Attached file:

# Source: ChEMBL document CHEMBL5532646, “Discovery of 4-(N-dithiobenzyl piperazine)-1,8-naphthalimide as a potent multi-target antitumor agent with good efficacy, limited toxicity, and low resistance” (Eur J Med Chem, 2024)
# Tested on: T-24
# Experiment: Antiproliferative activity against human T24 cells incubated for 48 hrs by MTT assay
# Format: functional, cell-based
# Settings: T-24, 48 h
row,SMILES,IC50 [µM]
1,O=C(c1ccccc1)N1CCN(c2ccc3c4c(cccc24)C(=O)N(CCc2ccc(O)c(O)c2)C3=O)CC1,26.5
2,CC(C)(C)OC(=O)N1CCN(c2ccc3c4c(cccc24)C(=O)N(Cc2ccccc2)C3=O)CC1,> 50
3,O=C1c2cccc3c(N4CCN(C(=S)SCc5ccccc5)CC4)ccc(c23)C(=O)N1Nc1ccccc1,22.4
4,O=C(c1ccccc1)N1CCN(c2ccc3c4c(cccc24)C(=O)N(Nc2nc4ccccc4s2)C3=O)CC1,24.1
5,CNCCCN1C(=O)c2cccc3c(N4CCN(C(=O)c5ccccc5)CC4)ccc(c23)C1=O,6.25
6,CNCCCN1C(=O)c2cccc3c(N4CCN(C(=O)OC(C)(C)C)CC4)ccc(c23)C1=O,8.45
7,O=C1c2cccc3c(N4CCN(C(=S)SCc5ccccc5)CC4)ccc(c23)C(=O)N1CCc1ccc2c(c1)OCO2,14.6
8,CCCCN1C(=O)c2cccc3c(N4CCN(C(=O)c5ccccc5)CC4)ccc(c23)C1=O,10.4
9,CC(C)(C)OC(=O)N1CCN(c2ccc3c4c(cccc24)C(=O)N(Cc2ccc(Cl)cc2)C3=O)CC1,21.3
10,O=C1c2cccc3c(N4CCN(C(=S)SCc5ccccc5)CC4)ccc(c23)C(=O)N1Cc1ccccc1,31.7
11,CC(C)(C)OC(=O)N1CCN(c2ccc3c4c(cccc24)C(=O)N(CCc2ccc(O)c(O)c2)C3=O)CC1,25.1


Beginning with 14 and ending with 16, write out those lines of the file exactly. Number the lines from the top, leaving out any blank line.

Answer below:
8,CCCCN1C(=O)c2cccc3c(N4CCN(C(=O)c5ccccc5)CC4)ccc(c23)C1=O,10.4
9,CC(C)(C)OC(=O)N1CCN(c2ccc3c4c(cccc24)C(=O)N(Cc2ccc(Cl)cc2)C3=O)CC1,21.3
10,O=C1c2cccc3c(N4CCN(C(=S)SCc5ccccc5)CC4)ccc(c23)C(=O)N1Cc1ccccc1,31.7